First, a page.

On episode twenty-seven of the For A' That podcast, Michael and I were joined once again by the irrepressible Robin McAlpine of the Jimmy Reid Foundation.
Up for discussion on the show today, Scotland's press fell over itself this week (dropping their iPhones in the process) to report the scandalous news that random punters on twitter responded less than solicitously to Chris Hoy's intervention in the independence debate, snarking his politics, citing his privileged education and in one, bonehead case, using the language of treason. We discussed the political strategy behind Better Together's "cybernat" strategy. Robin argues that this isn't half so canny as they think it is.
Moving on, we looked at the SNP's position on an independent Scotland's approach to charging corporation tax. Although I had the misfortune to study tax law at university, I don't have strong views on the question, beyond a loose skepticism towards enthusiasm for Laffer curves, and counter-intuitive economics. Robin sets out to persuade me that the policy is not only madness economically, but worse, perhaps, is zombie policy, adopted in a muddle and enjoying an unhappy, undead life in the SNP's case for independence.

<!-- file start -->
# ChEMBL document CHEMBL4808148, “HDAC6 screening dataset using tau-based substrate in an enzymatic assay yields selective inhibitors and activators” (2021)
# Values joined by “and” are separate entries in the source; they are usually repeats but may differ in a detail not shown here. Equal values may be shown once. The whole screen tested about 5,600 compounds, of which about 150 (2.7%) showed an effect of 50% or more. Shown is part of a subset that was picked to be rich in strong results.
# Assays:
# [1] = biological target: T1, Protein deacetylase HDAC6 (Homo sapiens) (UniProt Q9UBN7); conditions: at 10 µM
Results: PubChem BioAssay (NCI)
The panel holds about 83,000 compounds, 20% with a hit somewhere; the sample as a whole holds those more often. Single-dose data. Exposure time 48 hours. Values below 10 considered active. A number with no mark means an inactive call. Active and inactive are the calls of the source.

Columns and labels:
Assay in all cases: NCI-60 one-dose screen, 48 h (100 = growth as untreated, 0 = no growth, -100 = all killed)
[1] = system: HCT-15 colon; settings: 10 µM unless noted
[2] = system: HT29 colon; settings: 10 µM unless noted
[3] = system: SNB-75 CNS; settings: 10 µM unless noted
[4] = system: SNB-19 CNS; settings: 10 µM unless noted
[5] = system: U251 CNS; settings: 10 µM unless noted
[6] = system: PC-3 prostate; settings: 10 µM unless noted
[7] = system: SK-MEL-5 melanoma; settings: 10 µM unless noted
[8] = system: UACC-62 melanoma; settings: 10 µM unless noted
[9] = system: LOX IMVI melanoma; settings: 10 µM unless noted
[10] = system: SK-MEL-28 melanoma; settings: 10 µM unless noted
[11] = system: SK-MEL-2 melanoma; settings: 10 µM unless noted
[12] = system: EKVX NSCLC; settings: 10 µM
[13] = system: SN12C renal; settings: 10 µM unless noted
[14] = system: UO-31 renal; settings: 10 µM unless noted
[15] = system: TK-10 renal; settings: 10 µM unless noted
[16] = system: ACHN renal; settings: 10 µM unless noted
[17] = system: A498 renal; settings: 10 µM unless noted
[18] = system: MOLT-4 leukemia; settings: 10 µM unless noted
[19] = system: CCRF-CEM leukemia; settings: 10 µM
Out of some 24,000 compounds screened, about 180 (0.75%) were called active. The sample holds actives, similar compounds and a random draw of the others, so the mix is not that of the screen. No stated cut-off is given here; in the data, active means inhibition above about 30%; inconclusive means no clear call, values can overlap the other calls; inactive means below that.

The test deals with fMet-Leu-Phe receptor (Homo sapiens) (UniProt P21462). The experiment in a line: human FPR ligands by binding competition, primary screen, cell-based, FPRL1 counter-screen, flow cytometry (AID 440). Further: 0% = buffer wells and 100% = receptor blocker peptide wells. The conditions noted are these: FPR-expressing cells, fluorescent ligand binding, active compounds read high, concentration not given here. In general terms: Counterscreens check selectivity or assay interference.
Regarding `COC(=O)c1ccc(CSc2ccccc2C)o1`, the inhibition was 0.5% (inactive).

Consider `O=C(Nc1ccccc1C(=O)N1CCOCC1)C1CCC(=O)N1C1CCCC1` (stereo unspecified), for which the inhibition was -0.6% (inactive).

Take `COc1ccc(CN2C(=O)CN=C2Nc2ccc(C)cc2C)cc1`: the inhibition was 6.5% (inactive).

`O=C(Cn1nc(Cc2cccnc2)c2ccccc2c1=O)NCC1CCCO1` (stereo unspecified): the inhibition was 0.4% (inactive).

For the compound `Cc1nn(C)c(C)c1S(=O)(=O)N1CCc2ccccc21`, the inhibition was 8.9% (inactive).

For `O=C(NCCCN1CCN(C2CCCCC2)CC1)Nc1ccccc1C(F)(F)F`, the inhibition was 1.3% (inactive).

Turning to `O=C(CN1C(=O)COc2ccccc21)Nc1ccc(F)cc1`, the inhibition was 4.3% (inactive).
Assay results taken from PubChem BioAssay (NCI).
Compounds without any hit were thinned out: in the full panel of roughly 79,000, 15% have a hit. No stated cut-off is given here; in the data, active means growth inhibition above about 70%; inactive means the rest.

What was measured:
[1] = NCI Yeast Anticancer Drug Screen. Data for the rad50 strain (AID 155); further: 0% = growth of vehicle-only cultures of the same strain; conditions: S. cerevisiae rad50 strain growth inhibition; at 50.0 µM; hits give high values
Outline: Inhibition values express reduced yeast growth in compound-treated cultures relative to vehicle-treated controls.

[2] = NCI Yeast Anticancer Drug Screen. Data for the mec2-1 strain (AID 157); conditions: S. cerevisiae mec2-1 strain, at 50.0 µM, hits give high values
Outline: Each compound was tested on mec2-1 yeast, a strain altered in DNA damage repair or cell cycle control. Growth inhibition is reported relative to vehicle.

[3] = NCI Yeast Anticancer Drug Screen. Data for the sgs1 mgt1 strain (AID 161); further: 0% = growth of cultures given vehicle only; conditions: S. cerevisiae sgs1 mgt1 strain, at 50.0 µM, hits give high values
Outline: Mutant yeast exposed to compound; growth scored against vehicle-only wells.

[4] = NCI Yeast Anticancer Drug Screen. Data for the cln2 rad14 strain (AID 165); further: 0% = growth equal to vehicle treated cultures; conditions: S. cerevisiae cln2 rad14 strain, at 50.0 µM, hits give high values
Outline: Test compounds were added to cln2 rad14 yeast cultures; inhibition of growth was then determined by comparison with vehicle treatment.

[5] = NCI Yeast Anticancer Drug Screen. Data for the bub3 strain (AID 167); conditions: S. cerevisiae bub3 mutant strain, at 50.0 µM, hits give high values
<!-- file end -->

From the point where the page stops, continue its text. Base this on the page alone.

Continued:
Thereafter, the discussion bended back towards something we looked at a few weeks ago: UKIP, the Janus faces of English nationalism and the hostility of self-consciously British, metropolitan Liberals towards it. I suggest that this attitude is both superstitious and politically perilous. All nationalisms are constructed, and for the left to forego participation in defining Englishness is to implicitly endorse the idea that Englishness is inevitably ethnically chauvinistic, the exclusive property of racists, George-crossed skin-heads. A strategic mistake, I'd suggest. Robin ended by calling on supporters of the current Union to forego the idea that Scottish nationalism is primarily animated by hatred of the England. Move on, move on, his refrain.
You might also want to check out Comrade Greenwell's latest Scottish Independence podcast, in which he nattered away with Colin Fox of the Scottish Socialist Party, about his reasons for supporting Scottish independence.
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